When [Jesus] preached, “If anyone strikes you on the cheek, offer him the other also,” (Luke 6:29), [he] wasn’t preaching masochism or martyrdom. He was speaking of a quality of consciousness that is know in Sanskrit as Ahimsa. The word is usually translated as “harmlessness” or “nonviolence,” and in modern times it became the watchword of Gandhi’s movement of peaceful resistance. Gandhi himself was often seen as Christlike, but Ahimsa has roots in India going back thousands of years.
In the Indian tradition, several things are understood about nonviolence, and all of them apply to Jesus’ version of turning the other cheek. First, the aim of nonviolence is ultimately to bring peace to yourself, to quell your own violence; the enemy outside serves only to mirror the enemy within. Second, your ability to be nonviolent depends on a shift in consciousness. Last, if you are successful in changing yourself, reality will mirror the change back to you.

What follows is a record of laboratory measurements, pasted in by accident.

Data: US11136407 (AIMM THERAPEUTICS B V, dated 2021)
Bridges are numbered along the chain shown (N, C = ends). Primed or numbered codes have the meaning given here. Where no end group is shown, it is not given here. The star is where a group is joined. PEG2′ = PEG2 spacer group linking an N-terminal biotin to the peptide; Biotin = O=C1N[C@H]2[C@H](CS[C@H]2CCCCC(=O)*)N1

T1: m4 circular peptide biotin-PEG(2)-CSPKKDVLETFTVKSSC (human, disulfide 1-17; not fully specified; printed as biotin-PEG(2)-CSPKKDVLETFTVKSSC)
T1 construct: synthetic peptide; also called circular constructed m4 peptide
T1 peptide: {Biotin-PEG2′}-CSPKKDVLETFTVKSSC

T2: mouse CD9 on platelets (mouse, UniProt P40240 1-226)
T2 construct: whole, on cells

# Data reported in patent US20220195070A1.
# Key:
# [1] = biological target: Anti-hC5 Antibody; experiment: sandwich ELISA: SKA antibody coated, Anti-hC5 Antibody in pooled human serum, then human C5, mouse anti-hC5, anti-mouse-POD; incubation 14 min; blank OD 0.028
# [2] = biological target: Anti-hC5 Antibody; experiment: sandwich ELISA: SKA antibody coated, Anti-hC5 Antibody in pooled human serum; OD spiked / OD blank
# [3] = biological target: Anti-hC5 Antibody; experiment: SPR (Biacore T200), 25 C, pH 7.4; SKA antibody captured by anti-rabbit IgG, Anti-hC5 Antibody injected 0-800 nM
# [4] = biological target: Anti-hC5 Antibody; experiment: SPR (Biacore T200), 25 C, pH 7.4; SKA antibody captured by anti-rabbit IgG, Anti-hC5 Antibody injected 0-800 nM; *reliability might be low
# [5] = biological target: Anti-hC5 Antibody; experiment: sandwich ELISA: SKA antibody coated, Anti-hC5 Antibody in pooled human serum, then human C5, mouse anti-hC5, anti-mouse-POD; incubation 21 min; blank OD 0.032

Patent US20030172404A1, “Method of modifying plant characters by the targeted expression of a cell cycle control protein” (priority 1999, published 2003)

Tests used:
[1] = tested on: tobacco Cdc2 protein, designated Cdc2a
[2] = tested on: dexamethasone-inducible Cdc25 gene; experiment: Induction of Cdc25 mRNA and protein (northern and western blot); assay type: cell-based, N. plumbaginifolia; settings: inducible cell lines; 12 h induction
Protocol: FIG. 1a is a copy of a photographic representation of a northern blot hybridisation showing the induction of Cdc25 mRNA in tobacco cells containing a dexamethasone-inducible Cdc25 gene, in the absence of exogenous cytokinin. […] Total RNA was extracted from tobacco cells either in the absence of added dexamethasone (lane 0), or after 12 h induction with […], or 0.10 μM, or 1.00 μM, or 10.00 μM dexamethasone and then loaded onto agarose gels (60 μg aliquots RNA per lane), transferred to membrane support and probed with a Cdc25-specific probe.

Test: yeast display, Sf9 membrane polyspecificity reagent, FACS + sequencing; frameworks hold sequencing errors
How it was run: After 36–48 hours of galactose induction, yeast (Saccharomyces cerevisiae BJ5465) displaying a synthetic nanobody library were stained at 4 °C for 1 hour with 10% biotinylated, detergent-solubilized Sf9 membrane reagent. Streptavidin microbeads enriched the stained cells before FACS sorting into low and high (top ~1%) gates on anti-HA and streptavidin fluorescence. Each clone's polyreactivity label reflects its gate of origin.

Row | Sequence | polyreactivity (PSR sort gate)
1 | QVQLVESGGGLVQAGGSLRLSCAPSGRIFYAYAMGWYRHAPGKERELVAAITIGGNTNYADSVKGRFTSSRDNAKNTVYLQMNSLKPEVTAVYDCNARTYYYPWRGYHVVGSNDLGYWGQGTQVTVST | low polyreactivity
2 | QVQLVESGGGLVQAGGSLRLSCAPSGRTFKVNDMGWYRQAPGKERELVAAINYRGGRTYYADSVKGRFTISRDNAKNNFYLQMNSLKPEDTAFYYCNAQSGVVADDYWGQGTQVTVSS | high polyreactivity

Without these conditions, Ahimsa isn’t spiritual or even effective. If someone full of desire for retaliation turns the other cheek to someone equally enraged, the only thing that will occur is more violence. Playing the part of a saint won’t make a difference. But if a person in God-consciousness turns the other cheek, his enemy will be disarmed.
~Deepak Chopra, The Third Jesus